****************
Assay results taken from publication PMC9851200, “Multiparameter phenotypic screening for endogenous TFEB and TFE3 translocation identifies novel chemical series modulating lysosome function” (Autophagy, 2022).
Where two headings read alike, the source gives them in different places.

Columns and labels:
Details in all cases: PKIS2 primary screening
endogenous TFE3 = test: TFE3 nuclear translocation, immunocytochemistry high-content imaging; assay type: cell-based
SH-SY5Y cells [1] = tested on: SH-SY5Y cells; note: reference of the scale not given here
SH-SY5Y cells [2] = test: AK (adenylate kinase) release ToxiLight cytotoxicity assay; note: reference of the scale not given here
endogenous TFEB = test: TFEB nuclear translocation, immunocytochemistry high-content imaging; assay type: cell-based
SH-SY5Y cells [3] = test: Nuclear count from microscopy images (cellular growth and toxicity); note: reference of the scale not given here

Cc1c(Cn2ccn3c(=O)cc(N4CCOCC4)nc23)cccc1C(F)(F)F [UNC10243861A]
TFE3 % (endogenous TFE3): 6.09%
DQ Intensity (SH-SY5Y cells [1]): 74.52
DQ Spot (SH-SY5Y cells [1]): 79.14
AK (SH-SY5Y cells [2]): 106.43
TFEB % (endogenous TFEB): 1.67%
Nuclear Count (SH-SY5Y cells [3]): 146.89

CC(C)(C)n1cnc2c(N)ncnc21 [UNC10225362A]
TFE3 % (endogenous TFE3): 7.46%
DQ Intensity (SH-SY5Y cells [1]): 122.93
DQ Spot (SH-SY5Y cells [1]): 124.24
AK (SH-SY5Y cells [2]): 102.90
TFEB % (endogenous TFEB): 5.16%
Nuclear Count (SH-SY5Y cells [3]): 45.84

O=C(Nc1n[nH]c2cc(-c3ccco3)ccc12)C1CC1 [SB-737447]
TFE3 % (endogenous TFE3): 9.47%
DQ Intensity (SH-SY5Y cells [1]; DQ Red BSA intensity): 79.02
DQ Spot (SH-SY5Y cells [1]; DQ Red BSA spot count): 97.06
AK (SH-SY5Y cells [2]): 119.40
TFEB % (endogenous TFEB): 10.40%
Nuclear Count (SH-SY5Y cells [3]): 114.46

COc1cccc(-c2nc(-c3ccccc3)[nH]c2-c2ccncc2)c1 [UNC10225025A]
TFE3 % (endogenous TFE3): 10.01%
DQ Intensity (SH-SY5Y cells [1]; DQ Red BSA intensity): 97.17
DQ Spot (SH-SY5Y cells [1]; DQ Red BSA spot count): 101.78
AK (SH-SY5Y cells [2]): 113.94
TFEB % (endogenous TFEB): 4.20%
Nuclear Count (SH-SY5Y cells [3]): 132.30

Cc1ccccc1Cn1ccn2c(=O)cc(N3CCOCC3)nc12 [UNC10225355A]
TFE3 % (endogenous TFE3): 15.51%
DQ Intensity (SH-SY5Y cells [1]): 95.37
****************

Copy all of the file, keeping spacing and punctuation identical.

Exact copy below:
Assay results taken from publication PMC9851200, “Multiparameter phenotypic screening for endogenous TFEB and TFE3 translocation identifies novel chemical series modulating lysosome function” (Autophagy, 2022).
Where two headings read alike, the source gives them in different places.

Columns and labels:
Details in all cases: PKIS2 primary screening
endogenous TFE3 = test: TFE3 nuclear translocation, immunocytochemistry high-content imaging; assay type: cell-based
SH-SY5Y cells [1] = tested on: SH-SY5Y cells; note: reference of the scale not given here
SH-SY5Y cells [2] = test: AK (adenylate kinase) release ToxiLight cytotoxicity assay; note: reference of the scale not given here
endogenous TFEB = test: TFEB nuclear translocation, immunocytochemistry high-content imaging; assay type: cell-based
SH-SY5Y cells [3] = test: Nuclear count from microscopy images (cellular growth and toxicity); note: reference of the scale not given here

Cc1c(Cn2ccn3c(=O)cc(N4CCOCC4)nc23)cccc1C(F)(F)F [UNC10243861A]
TFE3 % (endogenous TFE3): 6.09%
DQ Intensity (SH-SY5Y cells [1]): 74.52
DQ Spot (SH-SY5Y cells [1]): 79.14
AK (SH-SY5Y cells [2]): 106.43
TFEB % (endogenous TFEB): 1.67%
Nuclear Count (SH-SY5Y cells [3]): 146.89

CC(C)(C)n1cnc2c(N)ncnc21 [UNC10225362A]
TFE3 % (endogenous TFE3): 7.46%
DQ Intensity (SH-SY5Y cells [1]): 122.93
DQ Spot (SH-SY5Y cells [1]): 124.24
AK (SH-SY5Y cells [2]): 102.90
TFEB % (endogenous TFEB): 5.16%
Nuclear Count (SH-SY5Y cells [3]): 45.84

O=C(Nc1n[nH]c2cc(-c3ccco3)ccc12)C1CC1 [SB-737447]
TFE3 % (endogenous TFE3): 9.47%
DQ Intensity (SH-SY5Y cells [1]; DQ Red BSA intensity): 79.02
DQ Spot (SH-SY5Y cells [1]; DQ Red BSA spot count): 97.06
AK (SH-SY5Y cells [2]): 119.40
TFEB % (endogenous TFEB): 10.40%
Nuclear Count (SH-SY5Y cells [3]): 114.46

COc1cccc(-c2nc(-c3ccccc3)[nH]c2-c2ccncc2)c1 [UNC10225025A]
TFE3 % (endogenous TFE3): 10.01%
DQ Intensity (SH-SY5Y cells [1]; DQ Red BSA intensity): 97.17
DQ Spot (SH-SY5Y cells [1]; DQ Red BSA spot count): 101.78
AK (SH-SY5Y cells [2]): 113.94
TFEB % (endogenous TFEB): 4.20%
Nuclear Count (SH-SY5Y cells [3]): 132.30

Cc1ccccc1Cn1ccn2c(=O)cc(N3CCOCC3)nc12 [UNC10225355A]
TFE3 % (endogenous TFE3): 15.51%
DQ Intensity (SH-SY5Y cells [1]): 95.37